Danish print and TV do it right
The second largest newspaper in Denmark explains polyamory to its readers, at length and in depth, partly through a young, confident bi feminist (photo). Here's a large part of the story, translated with help from Google Language Tools:
Sometimes one girlfriend just is not enough
The polyamourøse movement is gaining ground as alternative to divorce and adultery.
PHOTO CAPTION: Physics researcher Di Ponti is living with two girlfriends. Previously she was the girlfriend of a man and a woman in a couple. "For me polyamori is a mixture of ethics and desire. We want to be deeply involved with each other."
By Stephanie Surrugue
Once she was waiting, like her friends, for him to come. The Dream Man. The one and only.
Di Ponti and her classmates had learned that the story goes: girl meet boy, girl and boy marry and live happily ever after.
But life is not a fairy story. Reality is an unmanageable hugeness full of doubt and desire, longings for both freedom and love — with love and conflict, fascination and frustration, big emotions and big egos too, jealousy and all that.
So Ponti wrote her own story. And when the 28-year-old scientist goes home from the Niels Bohr Institute, where she just completed her doctoral thesis at the Center for the Philosophy of Nature and Science, she goes home not to a husband and children. She goes home to one of her two boyfriends.
"It is a great liberation. We share love, respect and honesty. I have no secrets in my love relationship. I live with a sense of standing for myself, and I sleep well at night. For I will not give up being happy," says Ponti.
She grew up in Portugal, in a large family with six siblings, grandparents.... Her childhood was full of people, and even as a schoolgirl she wondered why you could love as many family members and friends as you wanted, but had to love only one partner. Yet she tried to act correctly:
"For many years I fought with my inner princess, who just sat and waited for the prince on the white horse to come and find me."
...Today she lives in a relationship with two people, one of whom has a second girlfriend — who, incidentally, also has a second girlfriend.
But no... it's not about the freedom to have sex indiscriminately, emphasizes Ponti:
"I've never had one-night stands. I respect people living monogamously, and people who constantly change sex partners, but neither is anything for me. I tried living monogamously, but I felt trapped, both sexually and emotionally. I strive for a pure love relationship, where we are honest about our feelings and dreams," she says.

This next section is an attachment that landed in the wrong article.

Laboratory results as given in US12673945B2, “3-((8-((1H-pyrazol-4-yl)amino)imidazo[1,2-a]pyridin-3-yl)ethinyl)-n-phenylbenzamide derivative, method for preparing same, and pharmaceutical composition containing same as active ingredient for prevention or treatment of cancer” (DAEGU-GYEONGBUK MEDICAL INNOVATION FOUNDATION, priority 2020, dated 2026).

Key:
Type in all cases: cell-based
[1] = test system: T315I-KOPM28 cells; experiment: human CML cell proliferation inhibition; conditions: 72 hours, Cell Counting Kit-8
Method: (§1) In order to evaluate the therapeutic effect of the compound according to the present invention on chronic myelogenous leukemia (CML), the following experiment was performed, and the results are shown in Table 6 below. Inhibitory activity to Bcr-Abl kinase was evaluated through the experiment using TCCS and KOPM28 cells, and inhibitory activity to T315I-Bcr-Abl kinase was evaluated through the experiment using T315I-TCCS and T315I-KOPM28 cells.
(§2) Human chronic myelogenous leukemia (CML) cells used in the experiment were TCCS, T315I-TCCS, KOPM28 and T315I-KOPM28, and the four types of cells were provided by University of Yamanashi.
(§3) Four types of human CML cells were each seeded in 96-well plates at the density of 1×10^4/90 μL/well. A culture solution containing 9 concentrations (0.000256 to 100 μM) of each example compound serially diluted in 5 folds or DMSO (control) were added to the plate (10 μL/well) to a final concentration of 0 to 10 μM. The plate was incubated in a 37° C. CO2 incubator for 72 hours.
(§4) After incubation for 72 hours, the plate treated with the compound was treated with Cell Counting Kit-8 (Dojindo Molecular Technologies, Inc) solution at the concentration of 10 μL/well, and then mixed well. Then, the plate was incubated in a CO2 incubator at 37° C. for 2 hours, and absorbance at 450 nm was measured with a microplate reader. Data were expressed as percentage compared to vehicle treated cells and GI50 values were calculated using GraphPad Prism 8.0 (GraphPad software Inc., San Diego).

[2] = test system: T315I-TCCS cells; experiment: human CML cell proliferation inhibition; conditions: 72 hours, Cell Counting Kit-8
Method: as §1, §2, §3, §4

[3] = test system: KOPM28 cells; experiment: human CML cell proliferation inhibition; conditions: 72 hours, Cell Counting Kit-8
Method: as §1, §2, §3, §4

"Many people live in relationships that are full of taboos. Some choose to live with suppressed emotions, infidelity and secrets. Others choose to live in open relationships where it's hard to withstand the jealousy.... But basically jealousy matches one's own insecurity. If you can't talk about these things and work on them together, it is very, very difficult to live in love relationships with other people. For me honesty is the biggest difference between the 1960s 'free love' and today: Without communication, and personal development in the broad sense, polyamori is impossible."
The dilemma is old, but the word is new.... The polyamourøse movement is gaining ground in the West, where organizations, blogs and books on the subject roll onward in both the U.S. and Europe, not least in Denmark, where books like To Whom Are You Unfaithful? (Hvem er du utro?), A Woman, Three Men (En kvinde, tre mænd), and A Pure Connection (En ren forbindelse) — which comes out on Monday — extend the polyamourøse message....
...There are virtually no statistics or figures on polyamori.... In 2007... Compass Communications asked more than 5,000 Danes about their relationships, and the numbers tell the story... 45 percent have tried to be unfaithful and 26 percent of us have been so more than once, while 48 percent would like to try a sexual relationship with two people at once....